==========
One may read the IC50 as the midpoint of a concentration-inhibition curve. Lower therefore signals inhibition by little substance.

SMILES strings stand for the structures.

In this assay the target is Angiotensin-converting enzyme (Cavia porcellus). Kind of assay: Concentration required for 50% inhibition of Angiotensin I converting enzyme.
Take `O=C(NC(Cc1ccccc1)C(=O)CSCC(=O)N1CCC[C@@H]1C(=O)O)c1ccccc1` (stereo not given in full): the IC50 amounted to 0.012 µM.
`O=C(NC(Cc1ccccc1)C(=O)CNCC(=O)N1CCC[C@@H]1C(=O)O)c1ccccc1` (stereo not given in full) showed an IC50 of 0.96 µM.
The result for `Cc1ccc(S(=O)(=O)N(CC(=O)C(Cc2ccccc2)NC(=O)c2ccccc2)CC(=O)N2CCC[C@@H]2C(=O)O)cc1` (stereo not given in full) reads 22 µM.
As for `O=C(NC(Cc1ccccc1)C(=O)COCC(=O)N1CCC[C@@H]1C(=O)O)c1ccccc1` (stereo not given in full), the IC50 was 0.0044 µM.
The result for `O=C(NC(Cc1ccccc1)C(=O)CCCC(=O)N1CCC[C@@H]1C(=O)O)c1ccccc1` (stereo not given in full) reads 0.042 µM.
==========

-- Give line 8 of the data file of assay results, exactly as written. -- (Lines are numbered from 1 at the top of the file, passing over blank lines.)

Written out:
The result for `O=C(NC(Cc1ccccc1)C(=O)CCCC(=O)N1CCC[C@@H]1C(=O)O)c1ccccc1` (stereo not given in full) reads 0.042 µM.